Emergency preparedness is vital for hospitals and other healthcare facilities, including nursing homes and long-term care facilities. Failure to adequately plan for natural disasters (hurricanes, earthquakes, tornadoes, blizzards, landslides, etc.), influenza pandemics, and mass casualty incidents can leave healthcare staff scrambling to provide adequate treatment. Lack of preparation can ultimately lead to poor patient outcomes and loss of life.


If hospitals and healthcare facilities learned one thing after Hurricane Sandy-the devastating Category 3 storm that ravaged the eastern seaboard in 2012-it was the importance of having a solid emergency preparedness plan in place.

Learning from Hurricane Sandy

The states of New York and New Jersey took the hardest hit from Sandy. In New York alone, hospitals and healthcare facilities incurred $3.1 billion of the total $68 billion in damage caused by the massive storm.1

Flood-prone communities in these states endured some of the worst damage, which forced several hospitals to evacuate patients as electrical systems and elevators failed and emergency and exam rooms were flooded.2 Some hospitals were still closed a month or more after the disaster, taxing the healthcare systems of entire regions.3

Climate data suggests that climate change could increase the number of intense storms, especially in the mid-latitude regions that hold the most dense human populations and, in general, it is likely to make storms more intense.4

This makes emergency preparedness an area of critical importance for hospitals and healthcare facilities. Below, we’ve highlighted some essential items that should be included on an emergency preparedness checklist, per the Centers for Medicare & Medicaid Services (CMS). 5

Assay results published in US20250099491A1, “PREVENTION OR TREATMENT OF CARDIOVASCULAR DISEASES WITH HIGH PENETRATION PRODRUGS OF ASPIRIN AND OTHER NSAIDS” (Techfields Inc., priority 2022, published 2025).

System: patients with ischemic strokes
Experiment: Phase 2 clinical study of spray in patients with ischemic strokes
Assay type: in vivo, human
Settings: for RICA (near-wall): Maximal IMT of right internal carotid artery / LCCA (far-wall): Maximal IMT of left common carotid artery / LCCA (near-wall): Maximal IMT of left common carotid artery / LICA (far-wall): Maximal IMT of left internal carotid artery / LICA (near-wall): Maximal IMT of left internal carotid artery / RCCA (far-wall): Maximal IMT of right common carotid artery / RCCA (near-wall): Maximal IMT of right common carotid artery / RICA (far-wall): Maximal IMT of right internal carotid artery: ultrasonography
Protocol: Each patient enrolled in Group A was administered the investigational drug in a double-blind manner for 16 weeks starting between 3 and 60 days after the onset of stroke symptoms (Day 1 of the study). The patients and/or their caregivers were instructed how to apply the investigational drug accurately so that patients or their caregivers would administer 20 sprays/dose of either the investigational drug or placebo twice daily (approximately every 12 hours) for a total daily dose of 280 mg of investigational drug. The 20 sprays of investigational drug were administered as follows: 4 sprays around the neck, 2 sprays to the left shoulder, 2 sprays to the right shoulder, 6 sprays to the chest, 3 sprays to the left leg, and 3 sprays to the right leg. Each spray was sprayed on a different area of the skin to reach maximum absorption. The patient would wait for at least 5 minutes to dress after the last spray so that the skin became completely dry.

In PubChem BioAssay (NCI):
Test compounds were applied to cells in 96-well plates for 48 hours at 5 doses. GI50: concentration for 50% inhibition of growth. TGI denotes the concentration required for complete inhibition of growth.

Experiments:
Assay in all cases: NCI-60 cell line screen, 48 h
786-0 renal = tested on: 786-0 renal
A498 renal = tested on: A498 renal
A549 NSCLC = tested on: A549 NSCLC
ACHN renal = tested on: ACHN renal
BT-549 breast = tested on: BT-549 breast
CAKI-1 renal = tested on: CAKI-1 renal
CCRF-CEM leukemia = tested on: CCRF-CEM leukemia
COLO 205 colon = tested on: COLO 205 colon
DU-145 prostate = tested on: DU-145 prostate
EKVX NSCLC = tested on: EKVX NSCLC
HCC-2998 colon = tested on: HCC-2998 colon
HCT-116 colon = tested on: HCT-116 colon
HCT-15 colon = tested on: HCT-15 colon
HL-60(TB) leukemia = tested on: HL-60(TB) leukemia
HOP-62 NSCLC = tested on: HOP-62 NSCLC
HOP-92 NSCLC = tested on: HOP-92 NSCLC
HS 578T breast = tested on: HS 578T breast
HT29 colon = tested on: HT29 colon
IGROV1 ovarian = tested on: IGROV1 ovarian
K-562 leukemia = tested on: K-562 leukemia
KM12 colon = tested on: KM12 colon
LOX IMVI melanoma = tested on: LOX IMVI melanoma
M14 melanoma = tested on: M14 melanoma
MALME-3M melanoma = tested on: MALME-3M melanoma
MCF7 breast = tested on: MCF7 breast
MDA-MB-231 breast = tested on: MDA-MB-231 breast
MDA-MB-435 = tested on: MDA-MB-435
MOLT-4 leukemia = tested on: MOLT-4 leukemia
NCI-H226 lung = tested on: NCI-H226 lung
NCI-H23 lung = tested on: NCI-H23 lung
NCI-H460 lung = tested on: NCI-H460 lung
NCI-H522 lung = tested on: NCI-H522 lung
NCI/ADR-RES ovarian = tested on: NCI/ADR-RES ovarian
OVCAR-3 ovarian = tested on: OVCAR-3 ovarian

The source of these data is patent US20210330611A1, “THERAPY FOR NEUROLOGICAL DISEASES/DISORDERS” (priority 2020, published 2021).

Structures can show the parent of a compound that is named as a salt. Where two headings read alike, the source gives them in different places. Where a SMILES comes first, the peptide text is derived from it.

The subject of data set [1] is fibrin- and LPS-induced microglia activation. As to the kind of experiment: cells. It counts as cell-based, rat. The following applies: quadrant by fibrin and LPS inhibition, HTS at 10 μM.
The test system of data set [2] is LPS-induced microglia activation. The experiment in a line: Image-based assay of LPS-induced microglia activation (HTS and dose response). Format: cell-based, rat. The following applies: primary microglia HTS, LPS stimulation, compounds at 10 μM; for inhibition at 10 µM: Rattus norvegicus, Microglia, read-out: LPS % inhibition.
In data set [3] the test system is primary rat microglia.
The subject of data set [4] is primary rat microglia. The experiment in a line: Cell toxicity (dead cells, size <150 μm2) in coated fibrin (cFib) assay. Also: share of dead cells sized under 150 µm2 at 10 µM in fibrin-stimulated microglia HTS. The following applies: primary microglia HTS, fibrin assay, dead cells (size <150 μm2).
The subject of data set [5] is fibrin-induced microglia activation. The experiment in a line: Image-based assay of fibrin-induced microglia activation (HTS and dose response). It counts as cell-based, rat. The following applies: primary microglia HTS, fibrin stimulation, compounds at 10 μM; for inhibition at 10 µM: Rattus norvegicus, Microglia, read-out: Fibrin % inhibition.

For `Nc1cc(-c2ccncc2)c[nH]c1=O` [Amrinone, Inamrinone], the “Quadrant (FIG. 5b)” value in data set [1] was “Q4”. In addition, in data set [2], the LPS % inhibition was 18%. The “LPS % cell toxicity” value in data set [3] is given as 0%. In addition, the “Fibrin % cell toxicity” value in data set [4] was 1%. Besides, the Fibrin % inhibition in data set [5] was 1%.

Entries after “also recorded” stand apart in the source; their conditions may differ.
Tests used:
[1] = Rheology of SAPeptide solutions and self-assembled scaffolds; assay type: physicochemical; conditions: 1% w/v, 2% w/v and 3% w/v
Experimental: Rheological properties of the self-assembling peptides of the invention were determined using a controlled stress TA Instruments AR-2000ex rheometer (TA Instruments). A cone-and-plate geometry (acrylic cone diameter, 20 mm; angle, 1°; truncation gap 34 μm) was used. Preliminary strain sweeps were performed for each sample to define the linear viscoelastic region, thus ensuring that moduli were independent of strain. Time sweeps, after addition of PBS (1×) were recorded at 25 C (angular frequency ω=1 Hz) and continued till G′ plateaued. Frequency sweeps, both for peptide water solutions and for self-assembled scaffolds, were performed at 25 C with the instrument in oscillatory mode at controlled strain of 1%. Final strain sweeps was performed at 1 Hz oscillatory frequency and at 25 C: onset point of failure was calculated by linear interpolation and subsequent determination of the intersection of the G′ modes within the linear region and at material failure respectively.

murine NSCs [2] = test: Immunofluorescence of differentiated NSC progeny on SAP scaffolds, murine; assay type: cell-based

Once a hospital or healthcare facility has created a solid emergency preparedness plan, periodic reviews, meetings, and training sessions with live lectures and medical videos can help ensure the plan is up to date.


Your emergency checklist should identify the following:

  • A detailed description of the task(s) to be completed
  • The status (not started, in progress, completed)
  • The name or initials of the individual(s) handling each task

Below are some of the most important action items to be included on an emergency preparedness checklist.

Emergency Shelters


Transporting vulnerable patients and residents is risky, so evacuation should only be attempted if sheltering-in-place poses even greater risks. In the case of Hurricane Sandy, several hospitals, including New York University Langone Medical Center, lost power when generators malfunctioned; this, along with flooding and other problems, left them no choice but to evacuate patients.

To ensure your facility has an adequate plan for sheltering-in-place, do the following:

  • Establish measures to fortify facility structures against damage from winds, water, etc.; supplies, including plywood for windows, sandbags for flooding, etc. should be kept on hand.
  • Identify the safest areas of the building for sheltering-in-place.
  • Establish procedures to assess whether the facility is strong enough to withstand natural disasters like floods, earthquakes, and hurricane-force winds.
  • Ensure sufficient resources are available shelter-in-place for at least 7 days, including: